Through the recent decade, economists and policy makers have warned of an imminent skills shortage as the aging baby boomer generation nears retirement. This abrupt transition was expected to place strain on labour markets and consequently, to disaffect the economy.

“This is not the case” explains Dr. David Foot, co-author of the best-selling book Boom, Bust & Echo: How to Profit from the Coming Demographic Shift. In an interview at the Hamilton Economic Summit, Foot described how the majority of Boomers will not be reaching the average retirement until well beyond 2015.

The post-war boomer generation, born between 1947 and 1966 are currently between 65 and 46 years old. At an average retirement age of 62, the early boomers would have begun retiring in 2009, and the remainder of the generation will retire over the next 20 years.

Dr. Foot explains that Boomers are likely to work longer into their life, postponing retirement into later years. Improved medical technologies have extended average lifespan by two years every decade, resulting in a likely increase to the average retirement age.

Additional converging factors are further increasing the expected retirement age. The 2008 financial crisis has significantly dissolved the value of pension portfolios and retirement investments. Despite a rebound, Canadian and U.S. markets have only recently managed to flirt with pre-recession levels.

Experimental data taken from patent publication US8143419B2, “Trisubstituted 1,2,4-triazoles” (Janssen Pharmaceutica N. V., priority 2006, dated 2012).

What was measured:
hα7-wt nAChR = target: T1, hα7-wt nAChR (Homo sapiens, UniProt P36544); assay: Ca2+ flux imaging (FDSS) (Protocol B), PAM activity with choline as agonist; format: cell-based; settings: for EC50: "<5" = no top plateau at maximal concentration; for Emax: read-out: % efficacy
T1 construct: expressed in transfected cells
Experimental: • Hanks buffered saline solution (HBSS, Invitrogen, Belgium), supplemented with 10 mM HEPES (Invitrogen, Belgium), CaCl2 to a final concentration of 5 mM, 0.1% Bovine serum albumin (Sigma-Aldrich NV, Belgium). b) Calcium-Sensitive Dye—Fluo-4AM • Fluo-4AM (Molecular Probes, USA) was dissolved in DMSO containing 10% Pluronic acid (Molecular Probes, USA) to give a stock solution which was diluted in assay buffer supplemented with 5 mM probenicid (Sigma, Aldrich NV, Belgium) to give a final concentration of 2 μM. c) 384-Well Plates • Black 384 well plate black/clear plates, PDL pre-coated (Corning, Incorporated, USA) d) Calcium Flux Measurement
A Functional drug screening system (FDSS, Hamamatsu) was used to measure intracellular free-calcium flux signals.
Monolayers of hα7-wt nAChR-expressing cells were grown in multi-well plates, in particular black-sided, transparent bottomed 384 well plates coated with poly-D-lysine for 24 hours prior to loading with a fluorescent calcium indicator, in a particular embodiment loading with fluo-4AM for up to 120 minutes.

This combination of social and financial factors will likely delay the retirement age for many Boomers.This has a number of implications for the children of the Boomers— the Echo generation.

The oldest Echoes are now in their late 20s and early 30s and steadily climbing through the ranks of their profession. Those in the middle range of this generation are entering the workforce or nearing completion of college or university.  Many in this range are finding it tough to start their careers and find meaningful work.

“It’s always been difficult to get your first job” explains Dr. Foot. With Boomers now expected to work later into life, there will be fewer positions freed up lower in the ranks than originally expected. It will not be until later in the decade that the bulk of the Boomers drift into retirement.

What does Dr. Foot recommend for the Echo generation entering the workforce in the meantime? “Build up your resume, whether it’s internships or volunteering… and make sure to build your networks—that’s how you get introduced to opportunities that come along.”

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